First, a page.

The Best Way to Learn English

 

Written by Lyre Y.Yan

From Foreign Language College, Guangxi University

 

Abstract:

English is the widest language in the world. To deal with the political issue and do business in the world, we have to learn English. But, are non-English-oriented speaker; it is hard for us to handle English as well as native speakers. “How to learn English well?” is a considered question. This research focus on four aspects: speaking, listening, reading, and writing. Through some facts, we find out that we should foster our English interests, then improve the four aspects and combine them tightly, through that way; we can make our English perfect.

 

Introduction

 

The Importance of English

As we know, English is an international language, and it could be used all over the world. However, Spanish is the language that most people speak in the world, but why English can be used in any country, any city, or even any town? Let’s take a look at a few countries that use English as a second language, for instance, Malaysia and Japan. All students in these countries have to take English classes, just like they have to learn Mandarin, Malaysian and Japanese. This shows how much their education stresses the importance of the English language. In fact, most other countries in the world have the same point of view. This is also the reason why English is useful tool for traveling. Last year I went to Japan, and since I don't speak Japanese, I had to communicate with the native people in English. From the above instance we know, English is very important when you're in another country, and don't know how to speak their native language. (Zhu Ni, 2008)

 

The Way to Learn English

Albert Einstein once said: “interest is the best teacher.” Interest can give you motivation, it plays an important role in your study, and it makes your work more efficiently.

The differential success of second/foreign language learners suggests a need to examine in detail what strategies successful language learners employ. An indication is given of what these strategies might consist of and a list of several widely recognized good learner strategies is given. In addition to the need for research of this topic, it is suggested that teachers can already begin to help their less successful students improve their performance by paying more attention to learner strategies already seen as productive. (Joan Rubin, 1975)

There are 4 key skills when you learn a language: speaking, listening, reading, and writing. (English Club)But, the question is how to learn English efficiently? What is the best method to learn English?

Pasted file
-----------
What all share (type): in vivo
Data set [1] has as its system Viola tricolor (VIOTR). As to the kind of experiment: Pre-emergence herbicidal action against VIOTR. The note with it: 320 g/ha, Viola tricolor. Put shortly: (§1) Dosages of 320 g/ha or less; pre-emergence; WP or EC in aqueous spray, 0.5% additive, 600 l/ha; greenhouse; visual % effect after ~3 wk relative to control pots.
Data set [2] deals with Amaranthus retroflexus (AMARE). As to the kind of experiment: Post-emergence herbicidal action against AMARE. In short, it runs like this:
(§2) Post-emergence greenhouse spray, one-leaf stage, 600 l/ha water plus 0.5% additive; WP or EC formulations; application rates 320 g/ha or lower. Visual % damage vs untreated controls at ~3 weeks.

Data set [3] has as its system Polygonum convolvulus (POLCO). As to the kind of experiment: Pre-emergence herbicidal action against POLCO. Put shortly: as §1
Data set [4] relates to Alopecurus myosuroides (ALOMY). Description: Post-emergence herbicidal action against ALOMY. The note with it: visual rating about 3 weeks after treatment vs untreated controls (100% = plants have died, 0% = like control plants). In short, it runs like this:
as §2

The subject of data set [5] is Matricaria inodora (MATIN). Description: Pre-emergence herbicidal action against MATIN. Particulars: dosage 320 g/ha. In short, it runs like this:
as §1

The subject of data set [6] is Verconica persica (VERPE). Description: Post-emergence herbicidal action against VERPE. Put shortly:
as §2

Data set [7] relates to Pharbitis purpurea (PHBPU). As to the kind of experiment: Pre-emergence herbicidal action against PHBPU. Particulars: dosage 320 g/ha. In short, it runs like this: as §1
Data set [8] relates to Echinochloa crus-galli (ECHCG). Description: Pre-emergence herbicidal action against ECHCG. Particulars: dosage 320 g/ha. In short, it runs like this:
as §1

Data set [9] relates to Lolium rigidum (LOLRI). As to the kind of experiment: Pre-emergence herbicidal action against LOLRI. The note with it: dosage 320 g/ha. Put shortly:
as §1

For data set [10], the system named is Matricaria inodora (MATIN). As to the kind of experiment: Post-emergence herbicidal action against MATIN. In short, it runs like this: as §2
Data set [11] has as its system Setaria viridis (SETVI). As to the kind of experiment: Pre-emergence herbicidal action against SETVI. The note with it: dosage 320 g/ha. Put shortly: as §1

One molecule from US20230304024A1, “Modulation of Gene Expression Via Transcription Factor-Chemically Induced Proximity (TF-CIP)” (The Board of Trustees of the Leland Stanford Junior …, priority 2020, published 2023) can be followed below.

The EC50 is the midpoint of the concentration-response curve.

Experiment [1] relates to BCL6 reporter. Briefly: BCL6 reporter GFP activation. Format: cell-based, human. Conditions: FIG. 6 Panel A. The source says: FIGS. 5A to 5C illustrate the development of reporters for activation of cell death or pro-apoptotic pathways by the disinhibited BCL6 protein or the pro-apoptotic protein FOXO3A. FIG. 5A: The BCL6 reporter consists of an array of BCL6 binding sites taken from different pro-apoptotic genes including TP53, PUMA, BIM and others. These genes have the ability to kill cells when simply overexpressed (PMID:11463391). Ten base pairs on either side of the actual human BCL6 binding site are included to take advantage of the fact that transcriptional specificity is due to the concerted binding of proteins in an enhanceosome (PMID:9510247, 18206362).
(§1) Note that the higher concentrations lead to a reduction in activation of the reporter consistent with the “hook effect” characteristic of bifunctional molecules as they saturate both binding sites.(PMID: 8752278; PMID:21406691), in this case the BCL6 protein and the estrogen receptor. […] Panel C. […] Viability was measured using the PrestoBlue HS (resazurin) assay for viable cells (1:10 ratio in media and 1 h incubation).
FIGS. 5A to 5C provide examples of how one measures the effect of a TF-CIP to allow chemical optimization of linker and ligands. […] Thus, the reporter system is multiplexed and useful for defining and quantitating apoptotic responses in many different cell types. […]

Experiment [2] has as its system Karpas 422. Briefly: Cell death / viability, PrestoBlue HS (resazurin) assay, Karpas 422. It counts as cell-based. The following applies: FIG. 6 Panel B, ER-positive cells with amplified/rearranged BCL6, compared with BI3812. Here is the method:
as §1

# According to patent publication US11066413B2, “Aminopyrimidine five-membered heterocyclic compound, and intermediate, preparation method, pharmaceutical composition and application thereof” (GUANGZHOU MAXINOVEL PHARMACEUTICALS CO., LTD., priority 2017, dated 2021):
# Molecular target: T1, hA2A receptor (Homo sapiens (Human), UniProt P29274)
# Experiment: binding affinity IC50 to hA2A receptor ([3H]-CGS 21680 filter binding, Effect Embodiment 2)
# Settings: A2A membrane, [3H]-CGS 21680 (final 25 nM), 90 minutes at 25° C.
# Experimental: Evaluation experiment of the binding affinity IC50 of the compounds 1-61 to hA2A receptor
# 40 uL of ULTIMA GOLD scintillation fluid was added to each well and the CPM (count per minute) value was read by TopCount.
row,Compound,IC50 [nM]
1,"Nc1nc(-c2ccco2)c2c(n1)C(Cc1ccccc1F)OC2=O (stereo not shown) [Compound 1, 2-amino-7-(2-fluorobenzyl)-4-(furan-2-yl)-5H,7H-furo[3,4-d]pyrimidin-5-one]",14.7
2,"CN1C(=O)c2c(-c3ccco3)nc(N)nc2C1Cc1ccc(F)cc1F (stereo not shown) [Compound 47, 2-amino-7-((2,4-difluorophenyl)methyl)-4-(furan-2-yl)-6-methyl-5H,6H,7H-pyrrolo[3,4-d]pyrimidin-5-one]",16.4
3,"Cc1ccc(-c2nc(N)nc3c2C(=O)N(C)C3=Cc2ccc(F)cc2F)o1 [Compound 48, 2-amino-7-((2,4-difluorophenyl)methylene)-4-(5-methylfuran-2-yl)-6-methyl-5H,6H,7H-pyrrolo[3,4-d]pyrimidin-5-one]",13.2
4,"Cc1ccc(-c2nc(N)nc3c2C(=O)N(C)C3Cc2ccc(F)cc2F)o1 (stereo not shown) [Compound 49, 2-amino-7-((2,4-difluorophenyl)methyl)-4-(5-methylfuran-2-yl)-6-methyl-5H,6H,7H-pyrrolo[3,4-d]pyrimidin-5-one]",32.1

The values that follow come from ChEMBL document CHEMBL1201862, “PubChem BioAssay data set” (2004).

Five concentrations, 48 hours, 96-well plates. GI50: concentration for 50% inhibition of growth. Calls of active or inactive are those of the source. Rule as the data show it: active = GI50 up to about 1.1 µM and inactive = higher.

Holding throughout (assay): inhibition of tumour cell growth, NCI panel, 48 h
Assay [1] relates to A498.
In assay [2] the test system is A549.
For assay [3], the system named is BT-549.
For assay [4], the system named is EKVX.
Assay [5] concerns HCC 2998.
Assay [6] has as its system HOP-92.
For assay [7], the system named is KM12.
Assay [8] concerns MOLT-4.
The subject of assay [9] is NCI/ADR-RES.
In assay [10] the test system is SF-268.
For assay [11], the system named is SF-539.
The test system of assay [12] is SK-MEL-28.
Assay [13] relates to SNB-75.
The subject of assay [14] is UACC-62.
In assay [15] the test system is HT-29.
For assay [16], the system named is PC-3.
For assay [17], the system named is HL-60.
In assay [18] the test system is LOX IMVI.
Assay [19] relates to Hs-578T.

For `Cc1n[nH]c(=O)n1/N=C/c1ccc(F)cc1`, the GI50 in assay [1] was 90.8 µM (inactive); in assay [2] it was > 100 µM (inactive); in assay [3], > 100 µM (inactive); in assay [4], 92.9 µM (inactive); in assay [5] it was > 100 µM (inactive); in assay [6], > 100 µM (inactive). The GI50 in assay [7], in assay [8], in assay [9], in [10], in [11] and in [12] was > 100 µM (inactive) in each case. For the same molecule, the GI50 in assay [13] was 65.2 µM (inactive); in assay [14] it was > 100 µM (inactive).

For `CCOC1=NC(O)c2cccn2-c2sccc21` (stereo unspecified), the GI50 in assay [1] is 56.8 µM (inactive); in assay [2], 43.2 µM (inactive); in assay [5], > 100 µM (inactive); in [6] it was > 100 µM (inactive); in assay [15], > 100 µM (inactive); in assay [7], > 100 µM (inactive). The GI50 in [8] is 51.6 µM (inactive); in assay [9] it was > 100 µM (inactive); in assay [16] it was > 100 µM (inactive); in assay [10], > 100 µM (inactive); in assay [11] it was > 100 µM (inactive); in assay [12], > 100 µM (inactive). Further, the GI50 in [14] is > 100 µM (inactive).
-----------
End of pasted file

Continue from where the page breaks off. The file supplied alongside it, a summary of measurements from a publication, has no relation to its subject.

1.        Speaking

Traditionally, primacy has been given to written English over its spoken forms in educational contexts. This bias may stem from a focus on learning grammar, since grammar only explains how to write correctly (Malmberg 1993:164). Learners of English sometimes notice that they speak more correctly than native speakers do, since they have learnt to use complete sentences instead of authentic spoken English. A native language that is spoken is often fragmented, yet perfectly intelligible to its speakers. However, over the last thirty years, the way of learning spoken English has started to evolve into a more authentic way (Malmberg 1993:166-7).The emphasis has shifted into a more communicative teaching of foreign languages (Stoltz 2005:193). Today, it is important that communication help people participate in the social world around them. It is also central to learn how to develop the established contact with another speaker. One significant factor is the listener’s willingness to understand the information that is being exchanged. Here, both word choice and body language are vital for the communication (Savignon 1997:10), something that is important for the teacher to have in mind. Most pupils are interested in learning to speak a foreign language, since they understand the importance of being able to communicate with people from other countries, for example, when travelling or in their future professions (Ur 1991: 120). This skill has become increasingly important in today’s globalised society, where English as a lingua franca plays a key role (Crystal: 2003).